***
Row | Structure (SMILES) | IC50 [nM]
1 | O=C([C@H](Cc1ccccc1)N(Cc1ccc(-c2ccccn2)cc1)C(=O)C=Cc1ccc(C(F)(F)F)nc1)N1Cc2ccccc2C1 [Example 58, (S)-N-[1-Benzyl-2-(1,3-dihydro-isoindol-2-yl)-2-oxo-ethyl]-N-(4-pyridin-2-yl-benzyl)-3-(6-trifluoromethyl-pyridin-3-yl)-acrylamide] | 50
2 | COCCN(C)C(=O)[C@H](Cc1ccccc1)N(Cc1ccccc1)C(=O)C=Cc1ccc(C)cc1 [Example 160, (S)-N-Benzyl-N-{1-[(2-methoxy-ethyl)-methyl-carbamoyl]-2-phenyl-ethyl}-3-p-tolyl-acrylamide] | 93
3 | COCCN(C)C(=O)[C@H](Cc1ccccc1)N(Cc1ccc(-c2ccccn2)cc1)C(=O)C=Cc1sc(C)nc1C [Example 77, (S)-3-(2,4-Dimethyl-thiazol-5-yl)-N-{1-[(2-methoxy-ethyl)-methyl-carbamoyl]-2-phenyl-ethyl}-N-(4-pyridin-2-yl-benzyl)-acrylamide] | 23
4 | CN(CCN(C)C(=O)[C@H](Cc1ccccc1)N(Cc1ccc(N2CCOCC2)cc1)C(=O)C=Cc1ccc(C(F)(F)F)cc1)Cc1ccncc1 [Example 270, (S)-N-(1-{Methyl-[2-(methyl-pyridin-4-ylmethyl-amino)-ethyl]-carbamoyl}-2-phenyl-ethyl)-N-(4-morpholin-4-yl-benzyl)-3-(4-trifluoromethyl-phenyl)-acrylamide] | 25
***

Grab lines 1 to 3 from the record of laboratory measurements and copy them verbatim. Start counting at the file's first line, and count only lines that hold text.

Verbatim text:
Row | Structure (SMILES) | IC50 [nM]
1 | O=C([C@H](Cc1ccccc1)N(Cc1ccc(-c2ccccn2)cc1)C(=O)C=Cc1ccc(C(F)(F)F)nc1)N1Cc2ccccc2C1 [Example 58, (S)-N-[1-Benzyl-2-(1,3-dihydro-isoindol-2-yl)-2-oxo-ethyl]-N-(4-pyridin-2-yl-benzyl)-3-(6-trifluoromethyl-pyridin-3-yl)-acrylamide] | 50
2 | COCCN(C)C(=O)[C@H](Cc1ccccc1)N(Cc1ccccc1)C(=O)C=Cc1ccc(C)cc1 [Example 160, (S)-N-Benzyl-N-{1-[(2-methoxy-ethyl)-methyl-carbamoyl]-2-phenyl-ethyl}-3-p-tolyl-acrylamide] | 93